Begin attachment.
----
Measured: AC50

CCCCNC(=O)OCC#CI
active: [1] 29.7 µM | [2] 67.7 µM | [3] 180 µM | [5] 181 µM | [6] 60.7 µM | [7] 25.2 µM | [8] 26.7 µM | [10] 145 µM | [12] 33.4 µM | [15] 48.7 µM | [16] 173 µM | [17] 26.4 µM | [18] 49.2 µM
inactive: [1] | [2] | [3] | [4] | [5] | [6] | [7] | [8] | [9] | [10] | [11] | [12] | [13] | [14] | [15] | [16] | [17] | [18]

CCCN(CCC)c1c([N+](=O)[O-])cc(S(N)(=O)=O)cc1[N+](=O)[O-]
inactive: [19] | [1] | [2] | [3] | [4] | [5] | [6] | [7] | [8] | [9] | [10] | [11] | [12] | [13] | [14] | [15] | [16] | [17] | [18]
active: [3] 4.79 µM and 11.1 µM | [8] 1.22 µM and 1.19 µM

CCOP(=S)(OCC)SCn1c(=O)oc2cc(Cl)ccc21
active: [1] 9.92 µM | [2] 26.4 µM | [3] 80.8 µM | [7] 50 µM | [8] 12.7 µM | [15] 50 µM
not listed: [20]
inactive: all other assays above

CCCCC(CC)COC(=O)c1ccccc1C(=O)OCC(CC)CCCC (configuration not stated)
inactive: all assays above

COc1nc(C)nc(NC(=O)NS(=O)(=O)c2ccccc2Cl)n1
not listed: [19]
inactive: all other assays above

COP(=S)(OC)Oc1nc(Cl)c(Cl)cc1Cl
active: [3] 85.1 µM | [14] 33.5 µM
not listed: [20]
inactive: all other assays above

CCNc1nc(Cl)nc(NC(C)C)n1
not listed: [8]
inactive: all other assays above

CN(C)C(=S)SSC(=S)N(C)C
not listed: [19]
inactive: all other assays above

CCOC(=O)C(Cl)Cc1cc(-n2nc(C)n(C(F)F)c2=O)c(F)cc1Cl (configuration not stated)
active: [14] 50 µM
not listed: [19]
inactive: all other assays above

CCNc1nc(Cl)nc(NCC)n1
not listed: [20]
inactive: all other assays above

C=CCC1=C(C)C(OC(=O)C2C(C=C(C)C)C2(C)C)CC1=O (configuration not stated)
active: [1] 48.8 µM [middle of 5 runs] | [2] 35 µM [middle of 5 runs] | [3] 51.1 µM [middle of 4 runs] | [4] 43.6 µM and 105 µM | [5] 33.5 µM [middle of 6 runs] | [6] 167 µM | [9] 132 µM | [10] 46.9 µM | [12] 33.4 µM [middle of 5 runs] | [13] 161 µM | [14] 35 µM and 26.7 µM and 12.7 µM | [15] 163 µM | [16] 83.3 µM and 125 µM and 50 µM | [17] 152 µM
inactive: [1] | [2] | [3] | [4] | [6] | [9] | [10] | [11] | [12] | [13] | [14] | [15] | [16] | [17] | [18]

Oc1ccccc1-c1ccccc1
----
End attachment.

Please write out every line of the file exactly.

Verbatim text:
Measured: AC50

CCCCNC(=O)OCC#CI
active: [1] 29.7 µM | [2] 67.7 µM | [3] 180 µM | [5] 181 µM | [6] 60.7 µM | [7] 25.2 µM | [8] 26.7 µM | [10] 145 µM | [12] 33.4 µM | [15] 48.7 µM | [16] 173 µM | [17] 26.4 µM | [18] 49.2 µM
inactive: [1] | [2] | [3] | [4] | [5] | [6] | [7] | [8] | [9] | [10] | [11] | [12] | [13] | [14] | [15] | [16] | [17] | [18]

CCCN(CCC)c1c([N+](=O)[O-])cc(S(N)(=O)=O)cc1[N+](=O)[O-]
inactive: [19] | [1] | [2] | [3] | [4] | [5] | [6] | [7] | [8] | [9] | [10] | [11] | [12] | [13] | [14] | [15] | [16] | [17] | [18]
active: [3] 4.79 µM and 11.1 µM | [8] 1.22 µM and 1.19 µM

CCOP(=S)(OCC)SCn1c(=O)oc2cc(Cl)ccc21
active: [1] 9.92 µM | [2] 26.4 µM | [3] 80.8 µM | [7] 50 µM | [8] 12.7 µM | [15] 50 µM
not listed: [20]
inactive: all other assays above

CCCCC(CC)COC(=O)c1ccccc1C(=O)OCC(CC)CCCC (configuration not stated)
inactive: all assays above

COc1nc(C)nc(NC(=O)NS(=O)(=O)c2ccccc2Cl)n1
not listed: [19]
inactive: all other assays above

COP(=S)(OC)Oc1nc(Cl)c(Cl)cc1Cl
active: [3] 85.1 µM | [14] 33.5 µM
not listed: [20]
inactive: all other assays above

CCNc1nc(Cl)nc(NC(C)C)n1
not listed: [8]
inactive: all other assays above

CN(C)C(=S)SSC(=S)N(C)C
not listed: [19]
inactive: all other assays above

CCOC(=O)C(Cl)Cc1cc(-n2nc(C)n(C(F)F)c2=O)c(F)cc1Cl (configuration not stated)
active: [14] 50 µM
not listed: [19]
inactive: all other assays above

CCNc1nc(Cl)nc(NCC)n1
not listed: [20]
inactive: all other assays above

C=CCC1=C(C)C(OC(=O)C2C(C=C(C)C)C2(C)C)CC1=O (configuration not stated)
active: [1] 48.8 µM [middle of 5 runs] | [2] 35 µM [middle of 5 runs] | [3] 51.1 µM [middle of 4 runs] | [4] 43.6 µM and 105 µM | [5] 33.5 µM [middle of 6 runs] | [6] 167 µM | [9] 132 µM | [10] 46.9 µM | [12] 33.4 µM [middle of 5 runs] | [13] 161 µM | [14] 35 µM and 26.7 µM and 12.7 µM | [15] 163 µM | [16] 83.3 µM and 125 µM and 50 µM | [17] 152 µM
inactive: [1] | [2] | [3] | [4] | [6] | [9] | [10] | [11] | [12] | [13] | [14] | [15] | [16] | [17] | [18]

Oc1ccccc1-c1ccccc1